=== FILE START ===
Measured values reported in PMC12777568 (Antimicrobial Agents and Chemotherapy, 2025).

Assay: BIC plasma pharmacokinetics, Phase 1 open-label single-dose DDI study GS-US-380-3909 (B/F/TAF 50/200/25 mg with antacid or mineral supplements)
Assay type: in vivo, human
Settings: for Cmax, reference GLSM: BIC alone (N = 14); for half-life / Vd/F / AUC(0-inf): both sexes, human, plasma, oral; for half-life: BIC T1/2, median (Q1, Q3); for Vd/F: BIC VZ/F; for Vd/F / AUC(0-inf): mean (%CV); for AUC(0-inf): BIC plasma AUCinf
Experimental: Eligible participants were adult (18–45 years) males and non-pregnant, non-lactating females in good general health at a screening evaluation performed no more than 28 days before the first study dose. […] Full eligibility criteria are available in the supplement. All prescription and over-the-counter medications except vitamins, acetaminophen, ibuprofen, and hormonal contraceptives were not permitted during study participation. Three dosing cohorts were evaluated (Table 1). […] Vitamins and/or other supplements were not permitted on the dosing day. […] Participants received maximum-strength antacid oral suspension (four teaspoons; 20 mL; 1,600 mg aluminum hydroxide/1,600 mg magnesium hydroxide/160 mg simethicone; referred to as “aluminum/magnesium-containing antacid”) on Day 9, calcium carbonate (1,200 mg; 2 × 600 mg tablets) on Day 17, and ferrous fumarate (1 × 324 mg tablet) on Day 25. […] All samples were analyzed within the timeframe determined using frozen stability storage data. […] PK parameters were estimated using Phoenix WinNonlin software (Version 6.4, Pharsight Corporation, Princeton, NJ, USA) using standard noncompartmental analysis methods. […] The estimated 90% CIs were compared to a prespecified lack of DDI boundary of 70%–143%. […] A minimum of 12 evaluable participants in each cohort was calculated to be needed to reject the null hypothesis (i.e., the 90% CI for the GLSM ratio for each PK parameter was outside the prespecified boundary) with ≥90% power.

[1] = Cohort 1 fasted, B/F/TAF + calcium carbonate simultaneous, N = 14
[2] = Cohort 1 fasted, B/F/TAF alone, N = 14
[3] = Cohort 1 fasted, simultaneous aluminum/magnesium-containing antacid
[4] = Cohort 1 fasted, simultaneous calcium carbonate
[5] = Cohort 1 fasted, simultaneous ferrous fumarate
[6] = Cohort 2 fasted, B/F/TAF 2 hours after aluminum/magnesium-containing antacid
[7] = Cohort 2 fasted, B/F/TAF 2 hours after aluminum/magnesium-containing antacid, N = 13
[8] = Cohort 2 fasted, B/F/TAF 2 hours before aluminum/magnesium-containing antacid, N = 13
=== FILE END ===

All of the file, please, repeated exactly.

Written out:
Measured values reported in PMC12777568 (Antimicrobial Agents and Chemotherapy, 2025).

Assay: BIC plasma pharmacokinetics, Phase 1 open-label single-dose DDI study GS-US-380-3909 (B/F/TAF 50/200/25 mg with antacid or mineral supplements)
Assay type: in vivo, human
Settings: for Cmax, reference GLSM: BIC alone (N = 14); for half-life / Vd/F / AUC(0-inf): both sexes, human, plasma, oral; for half-life: BIC T1/2, median (Q1, Q3); for Vd/F: BIC VZ/F; for Vd/F / AUC(0-inf): mean (%CV); for AUC(0-inf): BIC plasma AUCinf
Experimental: Eligible participants were adult (18–45 years) males and non-pregnant, non-lactating females in good general health at a screening evaluation performed no more than 28 days before the first study dose. […] Full eligibility criteria are available in the supplement. All prescription and over-the-counter medications except vitamins, acetaminophen, ibuprofen, and hormonal contraceptives were not permitted during study participation. Three dosing cohorts were evaluated (Table 1). […] Vitamins and/or other supplements were not permitted on the dosing day. […] Participants received maximum-strength antacid oral suspension (four teaspoons; 20 mL; 1,600 mg aluminum hydroxide/1,600 mg magnesium hydroxide/160 mg simethicone; referred to as “aluminum/magnesium-containing antacid”) on Day 9, calcium carbonate (1,200 mg; 2 × 600 mg tablets) on Day 17, and ferrous fumarate (1 × 324 mg tablet) on Day 25. […] All samples were analyzed within the timeframe determined using frozen stability storage data. […] PK parameters were estimated using Phoenix WinNonlin software (Version 6.4, Pharsight Corporation, Princeton, NJ, USA) using standard noncompartmental analysis methods. […] The estimated 90% CIs were compared to a prespecified lack of DDI boundary of 70%–143%. […] A minimum of 12 evaluable participants in each cohort was calculated to be needed to reject the null hypothesis (i.e., the 90% CI for the GLSM ratio for each PK parameter was outside the prespecified boundary) with ≥90% power.

[1] = Cohort 1 fasted, B/F/TAF + calcium carbonate simultaneous, N = 14
[2] = Cohort 1 fasted, B/F/TAF alone, N = 14
[3] = Cohort 1 fasted, simultaneous aluminum/magnesium-containing antacid
[4] = Cohort 1 fasted, simultaneous calcium carbonate
[5] = Cohort 1 fasted, simultaneous ferrous fumarate
[6] = Cohort 2 fasted, B/F/TAF 2 hours after aluminum/magnesium-containing antacid
[7] = Cohort 2 fasted, B/F/TAF 2 hours after aluminum/magnesium-containing antacid, N = 13
[8] = Cohort 2 fasted, B/F/TAF 2 hours before aluminum/magnesium-containing antacid, N = 13